The floor will continue to radiate heat energy to all of the surrounding surfaces until all of the mass in the room is approximately the same temperature as the slab. This will bring the room temperature up to the target temperature. The circulating pump will then stop and water will no longer flow through the tubing in the floor [although we will discuss later why it is best for the pumps to stop only briefly at best].
As heat energy leaks from the mass of the room to the environment beyond the room [insulation isn’t perfect] the mass temperature of the room, and therefore the temperature of the air in the room will begin to cool. When the air temperature reaches a pre-determined low the circulating pumps will once again pump warm water through the slab and the process repeats.
In my home there was a large space with two levels open to each other. I monitored two thermometers for nearly two years – one placed near the ground floor and the other placed just under the upper level ceiling. There was about 18 feet vertically between them. I never witnessed a temperature differential between the two thermometers of more than 2° F. “Heat” doesn’t rise – it is hot air that rises, and there was no hot air in the room.
This is also why radiant slab heat is perfect for large open buildings such as a firehouse that has large doors to accommodate vehicles. When all of the doors are opened suddenly on a cold winter day the warm air escapes quickly. However when the doors are closed the air is warmed again almost instantly as the mass of the room has not had time to cool.
The usual construction is a cast-in-place concrete slab containing tubing through which warm water will flow. The top surface of this slab is the heating source. The slab also contains steel reinforcing to control concrete shrinkage and cracking. There is insulation under the slab to ensure that the only radiant surface is the top of the slab.
The radiant concrete slab [or screed] can be constructed on top of any structural concrete, steel or timber deck at any floor level. It is often constructed directly on the ground with a vapor barrier under the insulation to prevent the migration of ground moisture into the system.
The most important variables to be considered are the temperature of the outdoor environment and the desired indoor temperature. The temperature of the environment is usually expressed in degree-days and reflects both the average annual temperature as well as the temperature variation throughout the year.
The system is designed based on the reasonably coldest day of the year. “Reasonable” is a judgement call. It would not be reasonable to use the coldest day in 50 or 100 years as you would to design against floodwaters. If you were resigned to wear a sweater for a day or two on rare occasions you would have a much more economical system than if you design for the worst all-time case. And the more days you agree to wear a sweater the more economical it will be.
The indoor design temperature needs to be chosen with the knowledge that during the typically coldest days of the year a properly adjusted system will not allow the indoor temperature to be increased above the design temperature, and, during those few hours when the actual outdoor temperature is below the design outdoor temperature, the indoor temperature will be slightly below the indoor design temperature. These situations almost always occur at night when you are snug under the covers.
You can have as many zones as you wish and each zone can be a different temperature. Each zone will be served by one or more loops distributed from the manifold. The slabs in different zones should be separated by insulation. Because zones are almost always separated by walls, it is easy to hide these insulated seams.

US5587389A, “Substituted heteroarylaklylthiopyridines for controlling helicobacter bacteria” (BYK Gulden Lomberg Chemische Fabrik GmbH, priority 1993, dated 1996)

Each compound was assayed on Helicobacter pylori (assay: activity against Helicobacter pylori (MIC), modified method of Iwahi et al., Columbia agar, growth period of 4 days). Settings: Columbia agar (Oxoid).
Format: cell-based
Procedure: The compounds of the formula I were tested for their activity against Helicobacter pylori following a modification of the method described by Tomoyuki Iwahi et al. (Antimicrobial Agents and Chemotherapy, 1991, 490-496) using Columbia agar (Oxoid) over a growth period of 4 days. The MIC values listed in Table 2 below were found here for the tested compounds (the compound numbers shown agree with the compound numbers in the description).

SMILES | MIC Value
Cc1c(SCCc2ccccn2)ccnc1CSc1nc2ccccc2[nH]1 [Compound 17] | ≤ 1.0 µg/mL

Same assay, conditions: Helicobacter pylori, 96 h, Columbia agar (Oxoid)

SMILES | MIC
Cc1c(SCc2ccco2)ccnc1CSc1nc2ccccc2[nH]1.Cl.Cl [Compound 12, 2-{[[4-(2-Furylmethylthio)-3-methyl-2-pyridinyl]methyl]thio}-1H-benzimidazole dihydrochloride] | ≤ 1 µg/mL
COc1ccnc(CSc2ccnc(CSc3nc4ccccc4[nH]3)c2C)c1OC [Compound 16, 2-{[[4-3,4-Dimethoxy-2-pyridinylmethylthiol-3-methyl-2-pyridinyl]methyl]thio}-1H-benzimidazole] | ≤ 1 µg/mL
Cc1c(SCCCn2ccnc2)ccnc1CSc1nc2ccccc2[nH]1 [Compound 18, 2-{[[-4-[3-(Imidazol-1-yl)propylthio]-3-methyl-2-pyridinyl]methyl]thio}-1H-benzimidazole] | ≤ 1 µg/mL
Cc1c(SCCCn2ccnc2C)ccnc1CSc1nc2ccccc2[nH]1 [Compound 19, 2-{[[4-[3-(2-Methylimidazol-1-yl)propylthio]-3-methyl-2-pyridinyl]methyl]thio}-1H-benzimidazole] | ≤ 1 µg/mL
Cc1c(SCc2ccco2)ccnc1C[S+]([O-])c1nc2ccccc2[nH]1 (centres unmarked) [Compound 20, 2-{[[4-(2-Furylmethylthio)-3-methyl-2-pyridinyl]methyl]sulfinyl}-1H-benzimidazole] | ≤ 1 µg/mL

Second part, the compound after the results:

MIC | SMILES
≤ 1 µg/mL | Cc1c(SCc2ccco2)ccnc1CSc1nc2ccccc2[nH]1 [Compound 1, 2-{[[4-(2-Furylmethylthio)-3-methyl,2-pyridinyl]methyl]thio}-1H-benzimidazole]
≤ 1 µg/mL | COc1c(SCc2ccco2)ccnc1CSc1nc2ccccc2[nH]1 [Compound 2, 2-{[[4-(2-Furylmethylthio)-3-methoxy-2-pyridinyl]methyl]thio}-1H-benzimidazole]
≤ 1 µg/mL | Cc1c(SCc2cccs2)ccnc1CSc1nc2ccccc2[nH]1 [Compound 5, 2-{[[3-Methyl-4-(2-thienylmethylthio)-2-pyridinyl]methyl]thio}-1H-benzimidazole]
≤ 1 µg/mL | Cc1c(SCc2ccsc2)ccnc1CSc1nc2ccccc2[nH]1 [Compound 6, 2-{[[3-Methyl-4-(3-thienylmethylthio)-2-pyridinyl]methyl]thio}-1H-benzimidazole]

Once the target outside and inside temperatures have been determined, the length of tubing for each loop can be calculated. Warm water leaves the manifold at a particular temperature and returns at a lower temperature, having distributed a portion of its heat energy to the slab. The quest is for the temperature differential between the water leaving the manifold and the water returning to be minimized. You can, however, make the loops too short so that little energy is distributed during the trip. It is the job of the system designer to determine the optimum loop length based on the design temperatures, building configuration and energy losses caused by the physical parameters of the system, especially the tubing.
Once this loop length is determined then all of the loops in a particular zone should be the same length so that the slab is evenly heated. You add as many loops as required to cover the size of each zone.
The pattern for the tubing can be varied. The tubes should be closer together where the demand for heat is highest, for instance near large areas of glazing. I have seen sophisticated calculations made to determine the proper spacing of the tubes but I have rarely seen this done in actual practice. I have seen many installations and the tubes have usually been evenly spaced at 12 inches on center. I know that this is not always the optimum situation.
The thickness of the slab and location of the tubes vertically within the slab are also important. The surface of slab has to be warmed to the appropriate temperature before the indoor design temperature can be achieved.
In a properly adjusted system the thickness of the slab is less important than the distance between the tubes and the top of the slab. This distance wants to be just enough for the surface of the slab to heat evenly. Too close to the surface and you evenly heat only strips of the surface. Too deep and it takes too long for the heat energy to be released, although this is only a problem if the slab is allowed to cool too much between demand cycles for heat. This is discussed in more depth in a following section.
I gleaned from a radiant heating design manual that the optimum depth to the bottom of tubes spaced at 12 inches on center is about 2 inches below the surface of the slab. This works well where the reinforcing steel is placed on chairs in the middle of a 4” slab and the tubing is tied directly to the steel.